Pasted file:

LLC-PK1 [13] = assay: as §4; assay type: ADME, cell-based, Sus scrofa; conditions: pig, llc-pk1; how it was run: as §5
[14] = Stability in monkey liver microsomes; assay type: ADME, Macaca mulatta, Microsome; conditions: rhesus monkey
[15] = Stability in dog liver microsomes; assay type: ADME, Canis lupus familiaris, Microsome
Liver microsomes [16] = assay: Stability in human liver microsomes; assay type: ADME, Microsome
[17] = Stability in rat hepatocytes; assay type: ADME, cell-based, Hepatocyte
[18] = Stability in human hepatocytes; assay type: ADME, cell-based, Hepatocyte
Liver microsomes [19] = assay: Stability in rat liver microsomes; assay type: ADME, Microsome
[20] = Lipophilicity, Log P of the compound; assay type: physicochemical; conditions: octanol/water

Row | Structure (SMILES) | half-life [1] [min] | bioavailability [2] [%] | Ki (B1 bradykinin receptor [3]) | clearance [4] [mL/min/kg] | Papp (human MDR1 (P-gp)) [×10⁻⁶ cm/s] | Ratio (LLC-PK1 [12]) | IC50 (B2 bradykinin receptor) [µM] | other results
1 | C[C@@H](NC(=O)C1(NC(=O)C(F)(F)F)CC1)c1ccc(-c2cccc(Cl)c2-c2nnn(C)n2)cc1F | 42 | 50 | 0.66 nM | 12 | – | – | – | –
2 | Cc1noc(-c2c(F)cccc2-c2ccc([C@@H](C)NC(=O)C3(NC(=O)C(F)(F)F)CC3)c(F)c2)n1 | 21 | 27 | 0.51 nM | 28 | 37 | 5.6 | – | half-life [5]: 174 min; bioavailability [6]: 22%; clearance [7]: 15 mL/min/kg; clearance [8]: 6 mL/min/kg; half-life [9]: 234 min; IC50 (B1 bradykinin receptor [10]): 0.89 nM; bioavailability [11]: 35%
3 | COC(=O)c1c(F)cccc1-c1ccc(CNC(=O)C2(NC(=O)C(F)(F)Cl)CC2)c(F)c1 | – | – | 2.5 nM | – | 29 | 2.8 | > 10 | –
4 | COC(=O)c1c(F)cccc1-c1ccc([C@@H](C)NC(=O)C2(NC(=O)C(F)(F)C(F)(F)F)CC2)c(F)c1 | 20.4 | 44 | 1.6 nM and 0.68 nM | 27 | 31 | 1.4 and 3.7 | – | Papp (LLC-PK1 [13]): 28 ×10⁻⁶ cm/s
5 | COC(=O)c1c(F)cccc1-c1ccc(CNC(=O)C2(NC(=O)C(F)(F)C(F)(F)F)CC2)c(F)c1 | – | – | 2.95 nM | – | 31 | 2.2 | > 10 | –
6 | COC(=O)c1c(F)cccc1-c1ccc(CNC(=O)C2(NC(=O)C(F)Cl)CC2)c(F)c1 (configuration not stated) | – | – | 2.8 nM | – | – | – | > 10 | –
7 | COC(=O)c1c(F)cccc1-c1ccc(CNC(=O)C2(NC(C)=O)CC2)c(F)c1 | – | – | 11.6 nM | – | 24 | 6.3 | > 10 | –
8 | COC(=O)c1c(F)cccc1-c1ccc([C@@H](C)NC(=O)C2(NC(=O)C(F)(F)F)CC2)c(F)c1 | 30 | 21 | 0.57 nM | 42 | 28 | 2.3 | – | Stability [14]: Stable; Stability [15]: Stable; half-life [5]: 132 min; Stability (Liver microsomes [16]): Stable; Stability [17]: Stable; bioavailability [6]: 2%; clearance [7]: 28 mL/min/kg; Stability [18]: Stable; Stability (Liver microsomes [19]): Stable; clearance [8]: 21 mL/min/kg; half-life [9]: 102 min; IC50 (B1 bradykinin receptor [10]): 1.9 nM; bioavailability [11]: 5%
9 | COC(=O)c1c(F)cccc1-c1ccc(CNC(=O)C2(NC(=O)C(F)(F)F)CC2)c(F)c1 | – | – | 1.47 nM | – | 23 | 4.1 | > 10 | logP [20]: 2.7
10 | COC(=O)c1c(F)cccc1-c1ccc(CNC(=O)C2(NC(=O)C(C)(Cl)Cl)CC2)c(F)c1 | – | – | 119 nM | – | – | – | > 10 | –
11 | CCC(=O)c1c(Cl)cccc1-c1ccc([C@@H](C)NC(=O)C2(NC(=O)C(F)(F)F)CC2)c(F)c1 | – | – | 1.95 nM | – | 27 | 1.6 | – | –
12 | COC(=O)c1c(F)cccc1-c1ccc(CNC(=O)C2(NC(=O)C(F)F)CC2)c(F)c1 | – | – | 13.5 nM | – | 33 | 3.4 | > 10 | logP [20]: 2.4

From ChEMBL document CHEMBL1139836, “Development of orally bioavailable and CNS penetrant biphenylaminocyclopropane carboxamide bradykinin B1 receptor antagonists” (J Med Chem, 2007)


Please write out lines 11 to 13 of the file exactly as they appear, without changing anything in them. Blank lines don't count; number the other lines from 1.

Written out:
2 | Cc1noc(-c2c(F)cccc2-c2ccc([C@@H](C)NC(=O)C3(NC(=O)C(F)(F)F)CC3)c(F)c2)n1 | 21 | 27 | 0.51 nM | 28 | 37 | 5.6 | – | half-life [5]: 174 min; bioavailability [6]: 22%; clearance [7]: 15 mL/min/kg; clearance [8]: 6 mL/min/kg; half-life [9]: 234 min; IC50 (B1 bradykinin receptor [10]): 0.89 nM; bioavailability [11]: 35%
3 | COC(=O)c1c(F)cccc1-c1ccc(CNC(=O)C2(NC(=O)C(F)(F)Cl)CC2)c(F)c1 | – | – | 2.5 nM | – | 29 | 2.8 | > 10 | –
4 | COC(=O)c1c(F)cccc1-c1ccc([C@@H](C)NC(=O)C2(NC(=O)C(F)(F)C(F)(F)F)CC2)c(F)c1 | 20.4 | 44 | 1.6 nM and 0.68 nM | 27 | 31 | 1.4 and 3.7 | – | Papp (LLC-PK1 [13]): 28 ×10⁻⁶ cm/s